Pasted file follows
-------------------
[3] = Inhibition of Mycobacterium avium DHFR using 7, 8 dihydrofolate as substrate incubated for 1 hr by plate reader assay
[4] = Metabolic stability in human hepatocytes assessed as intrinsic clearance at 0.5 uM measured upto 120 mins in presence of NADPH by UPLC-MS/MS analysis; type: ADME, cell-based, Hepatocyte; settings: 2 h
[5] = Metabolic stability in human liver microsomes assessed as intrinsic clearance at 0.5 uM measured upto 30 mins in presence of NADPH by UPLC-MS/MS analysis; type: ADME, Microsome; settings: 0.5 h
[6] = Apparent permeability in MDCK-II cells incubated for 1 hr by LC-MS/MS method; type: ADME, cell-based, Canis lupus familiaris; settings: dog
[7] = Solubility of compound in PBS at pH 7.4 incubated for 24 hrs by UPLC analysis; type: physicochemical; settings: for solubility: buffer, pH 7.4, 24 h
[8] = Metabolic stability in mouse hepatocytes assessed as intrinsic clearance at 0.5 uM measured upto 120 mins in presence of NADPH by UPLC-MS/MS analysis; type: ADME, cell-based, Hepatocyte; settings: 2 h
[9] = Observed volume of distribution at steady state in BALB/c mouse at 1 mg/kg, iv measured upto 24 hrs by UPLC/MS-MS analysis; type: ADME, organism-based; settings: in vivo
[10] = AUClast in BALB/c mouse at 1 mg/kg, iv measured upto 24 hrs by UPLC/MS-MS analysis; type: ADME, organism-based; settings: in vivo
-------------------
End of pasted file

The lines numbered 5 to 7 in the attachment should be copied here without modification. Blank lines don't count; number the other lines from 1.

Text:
[7] = Solubility of compound in PBS at pH 7.4 incubated for 24 hrs by UPLC analysis; type: physicochemical; settings: for solubility: buffer, pH 7.4, 24 h
[8] = Metabolic stability in mouse hepatocytes assessed as intrinsic clearance at 0.5 uM measured upto 120 mins in presence of NADPH by UPLC-MS/MS analysis; type: ADME, cell-based, Hepatocyte; settings: 2 h
[9] = Observed volume of distribution at steady state in BALB/c mouse at 1 mg/kg, iv measured upto 24 hrs by UPLC/MS-MS analysis; type: ADME, organism-based; settings: in vivo